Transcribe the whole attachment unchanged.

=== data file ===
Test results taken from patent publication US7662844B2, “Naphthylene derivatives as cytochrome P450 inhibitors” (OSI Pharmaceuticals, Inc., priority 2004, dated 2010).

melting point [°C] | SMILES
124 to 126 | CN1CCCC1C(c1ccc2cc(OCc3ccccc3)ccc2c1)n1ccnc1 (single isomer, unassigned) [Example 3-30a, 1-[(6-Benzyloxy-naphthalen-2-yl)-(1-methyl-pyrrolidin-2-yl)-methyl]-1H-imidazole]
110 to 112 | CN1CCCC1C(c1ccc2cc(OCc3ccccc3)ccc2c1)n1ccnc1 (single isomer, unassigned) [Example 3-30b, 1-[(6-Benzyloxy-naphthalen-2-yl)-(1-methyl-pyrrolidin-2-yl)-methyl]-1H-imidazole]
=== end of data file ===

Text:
Test results taken from patent publication US7662844B2, “Naphthylene derivatives as cytochrome P450 inhibitors” (OSI Pharmaceuticals, Inc., priority 2004, dated 2010).

melting point [°C] | SMILES
124 to 126 | CN1CCCC1C(c1ccc2cc(OCc3ccccc3)ccc2c1)n1ccnc1 (single isomer, unassigned) [Example 3-30a, 1-[(6-Benzyloxy-naphthalen-2-yl)-(1-methyl-pyrrolidin-2-yl)-methyl]-1H-imidazole]
110 to 112 | CN1CCCC1C(c1ccc2cc(OCc3ccccc3)ccc2c1)n1ccnc1 (single isomer, unassigned) [Example 3-30b, 1-[(6-Benzyloxy-naphthalen-2-yl)-(1-methyl-pyrrolidin-2-yl)-methyl]-1H-imidazole]